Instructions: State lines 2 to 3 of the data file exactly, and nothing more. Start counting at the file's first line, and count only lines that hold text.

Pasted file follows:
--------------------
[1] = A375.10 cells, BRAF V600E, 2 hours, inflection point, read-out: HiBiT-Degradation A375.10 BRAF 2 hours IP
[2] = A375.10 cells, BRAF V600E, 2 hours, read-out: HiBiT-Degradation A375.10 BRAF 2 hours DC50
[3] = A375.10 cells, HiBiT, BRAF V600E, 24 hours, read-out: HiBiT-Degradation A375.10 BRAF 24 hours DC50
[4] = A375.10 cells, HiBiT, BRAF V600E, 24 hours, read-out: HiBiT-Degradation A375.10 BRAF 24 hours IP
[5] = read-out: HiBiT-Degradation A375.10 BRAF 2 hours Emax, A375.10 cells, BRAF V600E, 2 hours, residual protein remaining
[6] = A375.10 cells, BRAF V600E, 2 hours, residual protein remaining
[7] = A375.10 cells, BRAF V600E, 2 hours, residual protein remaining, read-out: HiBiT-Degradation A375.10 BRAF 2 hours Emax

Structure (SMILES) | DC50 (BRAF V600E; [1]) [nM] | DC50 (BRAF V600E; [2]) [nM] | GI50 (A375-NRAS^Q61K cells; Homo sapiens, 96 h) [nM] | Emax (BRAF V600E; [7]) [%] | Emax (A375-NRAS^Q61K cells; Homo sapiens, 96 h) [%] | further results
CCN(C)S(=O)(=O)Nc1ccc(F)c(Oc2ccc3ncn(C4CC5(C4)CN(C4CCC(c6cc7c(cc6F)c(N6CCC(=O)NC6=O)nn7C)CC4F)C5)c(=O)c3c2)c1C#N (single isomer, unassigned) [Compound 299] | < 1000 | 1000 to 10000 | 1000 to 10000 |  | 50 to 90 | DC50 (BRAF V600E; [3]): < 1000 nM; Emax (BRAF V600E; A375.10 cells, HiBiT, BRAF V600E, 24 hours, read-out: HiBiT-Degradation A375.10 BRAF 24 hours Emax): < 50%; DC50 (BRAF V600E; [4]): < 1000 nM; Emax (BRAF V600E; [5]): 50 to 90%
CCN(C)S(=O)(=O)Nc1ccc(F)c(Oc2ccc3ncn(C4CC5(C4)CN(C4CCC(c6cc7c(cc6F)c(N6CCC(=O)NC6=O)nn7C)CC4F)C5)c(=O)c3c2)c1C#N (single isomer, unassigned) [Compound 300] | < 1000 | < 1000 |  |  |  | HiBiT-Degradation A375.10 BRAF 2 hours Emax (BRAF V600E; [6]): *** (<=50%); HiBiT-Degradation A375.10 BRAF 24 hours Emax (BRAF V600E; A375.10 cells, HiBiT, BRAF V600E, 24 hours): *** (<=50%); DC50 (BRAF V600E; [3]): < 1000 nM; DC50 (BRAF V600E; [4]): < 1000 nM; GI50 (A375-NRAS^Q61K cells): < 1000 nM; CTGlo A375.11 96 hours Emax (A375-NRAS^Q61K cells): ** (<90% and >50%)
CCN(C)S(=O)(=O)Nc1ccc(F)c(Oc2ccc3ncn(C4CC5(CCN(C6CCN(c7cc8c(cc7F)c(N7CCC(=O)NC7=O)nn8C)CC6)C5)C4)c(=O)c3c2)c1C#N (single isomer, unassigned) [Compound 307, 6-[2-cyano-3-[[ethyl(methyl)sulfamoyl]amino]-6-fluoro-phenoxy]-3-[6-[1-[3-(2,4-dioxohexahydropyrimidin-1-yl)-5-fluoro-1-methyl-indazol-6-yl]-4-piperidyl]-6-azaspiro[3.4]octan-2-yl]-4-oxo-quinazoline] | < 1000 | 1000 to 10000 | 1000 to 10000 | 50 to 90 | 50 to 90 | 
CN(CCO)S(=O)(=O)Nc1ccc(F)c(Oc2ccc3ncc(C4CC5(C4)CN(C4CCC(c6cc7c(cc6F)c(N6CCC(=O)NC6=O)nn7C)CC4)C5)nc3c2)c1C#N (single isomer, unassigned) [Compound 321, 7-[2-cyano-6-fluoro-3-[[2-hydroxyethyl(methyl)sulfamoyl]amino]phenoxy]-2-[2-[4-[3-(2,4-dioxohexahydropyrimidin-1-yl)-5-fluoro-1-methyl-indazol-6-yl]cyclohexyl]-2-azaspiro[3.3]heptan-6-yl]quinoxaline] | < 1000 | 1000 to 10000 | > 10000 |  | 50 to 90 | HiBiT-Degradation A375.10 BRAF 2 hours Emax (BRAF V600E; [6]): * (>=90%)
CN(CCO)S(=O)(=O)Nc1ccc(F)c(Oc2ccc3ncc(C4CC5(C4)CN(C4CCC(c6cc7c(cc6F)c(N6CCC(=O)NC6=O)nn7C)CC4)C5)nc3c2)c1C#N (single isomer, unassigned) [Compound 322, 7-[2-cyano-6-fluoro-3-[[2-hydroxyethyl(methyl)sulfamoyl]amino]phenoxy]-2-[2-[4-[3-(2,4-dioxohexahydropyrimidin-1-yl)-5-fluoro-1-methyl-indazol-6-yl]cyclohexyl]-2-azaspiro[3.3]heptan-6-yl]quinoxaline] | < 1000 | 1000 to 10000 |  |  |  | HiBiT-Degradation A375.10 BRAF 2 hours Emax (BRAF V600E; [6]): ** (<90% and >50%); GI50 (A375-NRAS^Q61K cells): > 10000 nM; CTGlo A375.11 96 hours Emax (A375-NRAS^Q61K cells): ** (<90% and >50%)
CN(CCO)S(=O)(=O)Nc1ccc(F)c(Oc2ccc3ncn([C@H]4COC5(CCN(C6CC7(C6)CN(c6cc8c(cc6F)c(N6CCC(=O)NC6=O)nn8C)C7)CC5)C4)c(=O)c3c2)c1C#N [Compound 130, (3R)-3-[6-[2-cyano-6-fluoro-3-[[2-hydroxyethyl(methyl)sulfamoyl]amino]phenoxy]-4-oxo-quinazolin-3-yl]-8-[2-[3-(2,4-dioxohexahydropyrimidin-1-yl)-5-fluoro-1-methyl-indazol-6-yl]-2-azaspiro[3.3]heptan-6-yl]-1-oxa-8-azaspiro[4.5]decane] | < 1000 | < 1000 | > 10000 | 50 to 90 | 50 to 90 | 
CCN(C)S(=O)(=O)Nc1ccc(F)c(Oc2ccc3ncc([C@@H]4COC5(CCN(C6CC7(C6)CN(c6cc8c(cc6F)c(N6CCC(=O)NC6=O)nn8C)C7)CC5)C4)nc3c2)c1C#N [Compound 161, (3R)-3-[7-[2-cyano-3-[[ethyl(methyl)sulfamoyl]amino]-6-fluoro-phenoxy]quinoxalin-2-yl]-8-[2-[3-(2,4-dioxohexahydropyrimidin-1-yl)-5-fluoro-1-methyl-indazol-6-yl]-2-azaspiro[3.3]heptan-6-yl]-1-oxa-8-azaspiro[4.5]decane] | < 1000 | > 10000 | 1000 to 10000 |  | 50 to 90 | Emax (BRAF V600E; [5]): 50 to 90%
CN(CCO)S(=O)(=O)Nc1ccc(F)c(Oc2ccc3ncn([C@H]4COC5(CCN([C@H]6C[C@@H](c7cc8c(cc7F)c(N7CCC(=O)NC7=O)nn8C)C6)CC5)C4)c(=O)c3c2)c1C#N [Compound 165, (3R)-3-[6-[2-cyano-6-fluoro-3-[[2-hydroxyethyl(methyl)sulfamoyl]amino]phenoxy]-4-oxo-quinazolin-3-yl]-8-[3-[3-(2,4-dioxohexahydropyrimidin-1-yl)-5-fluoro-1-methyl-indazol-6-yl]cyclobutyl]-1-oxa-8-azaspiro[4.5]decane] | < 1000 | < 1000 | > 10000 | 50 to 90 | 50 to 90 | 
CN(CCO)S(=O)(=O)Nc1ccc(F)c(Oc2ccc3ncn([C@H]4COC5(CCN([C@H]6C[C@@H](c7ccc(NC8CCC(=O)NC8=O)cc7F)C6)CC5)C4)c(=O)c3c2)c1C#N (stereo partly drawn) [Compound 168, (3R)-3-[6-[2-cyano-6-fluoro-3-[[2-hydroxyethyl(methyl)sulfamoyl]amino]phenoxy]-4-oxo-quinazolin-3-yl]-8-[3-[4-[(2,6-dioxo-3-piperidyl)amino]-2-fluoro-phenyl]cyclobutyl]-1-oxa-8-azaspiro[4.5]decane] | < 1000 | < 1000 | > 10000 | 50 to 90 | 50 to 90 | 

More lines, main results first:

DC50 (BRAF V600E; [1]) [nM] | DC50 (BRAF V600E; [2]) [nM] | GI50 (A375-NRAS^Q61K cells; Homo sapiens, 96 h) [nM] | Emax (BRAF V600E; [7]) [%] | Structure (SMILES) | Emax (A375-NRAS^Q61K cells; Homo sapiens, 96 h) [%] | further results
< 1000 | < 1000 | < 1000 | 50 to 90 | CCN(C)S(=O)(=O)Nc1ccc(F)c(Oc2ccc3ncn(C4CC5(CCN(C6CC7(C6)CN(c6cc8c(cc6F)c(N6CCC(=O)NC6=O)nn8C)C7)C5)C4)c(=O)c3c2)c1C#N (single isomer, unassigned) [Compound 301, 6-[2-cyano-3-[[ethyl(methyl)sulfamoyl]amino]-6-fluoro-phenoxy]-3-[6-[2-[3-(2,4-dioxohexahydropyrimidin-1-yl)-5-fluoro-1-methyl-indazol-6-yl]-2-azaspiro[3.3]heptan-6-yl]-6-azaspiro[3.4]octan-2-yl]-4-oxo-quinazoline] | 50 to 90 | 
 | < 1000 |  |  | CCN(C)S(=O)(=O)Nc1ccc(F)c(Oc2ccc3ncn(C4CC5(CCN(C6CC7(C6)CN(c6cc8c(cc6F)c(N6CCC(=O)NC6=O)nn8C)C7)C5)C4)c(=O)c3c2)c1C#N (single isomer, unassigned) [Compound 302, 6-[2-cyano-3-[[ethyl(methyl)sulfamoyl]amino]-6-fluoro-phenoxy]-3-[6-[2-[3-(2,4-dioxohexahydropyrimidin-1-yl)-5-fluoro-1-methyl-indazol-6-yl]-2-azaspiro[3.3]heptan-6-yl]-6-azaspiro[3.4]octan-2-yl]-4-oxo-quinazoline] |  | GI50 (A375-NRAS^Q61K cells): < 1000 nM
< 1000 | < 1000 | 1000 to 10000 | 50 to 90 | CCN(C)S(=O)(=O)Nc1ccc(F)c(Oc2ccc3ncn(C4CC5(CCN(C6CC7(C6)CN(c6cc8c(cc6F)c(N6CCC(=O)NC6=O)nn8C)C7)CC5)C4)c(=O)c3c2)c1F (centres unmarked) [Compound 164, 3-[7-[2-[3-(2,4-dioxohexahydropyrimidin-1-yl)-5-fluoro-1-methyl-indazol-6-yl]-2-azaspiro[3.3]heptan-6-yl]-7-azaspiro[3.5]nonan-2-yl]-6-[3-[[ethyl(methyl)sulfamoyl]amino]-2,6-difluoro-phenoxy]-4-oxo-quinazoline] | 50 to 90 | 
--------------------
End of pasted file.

[2] = A375.10 cells, BRAF V600E, 2 hours, read-out: HiBiT-Degradation A375.10 BRAF 2 hours DC50
[3] = A375.10 cells, HiBiT, BRAF V600E, 24 hours, read-out: HiBiT-Degradation A375.10 BRAF 24 hours DC50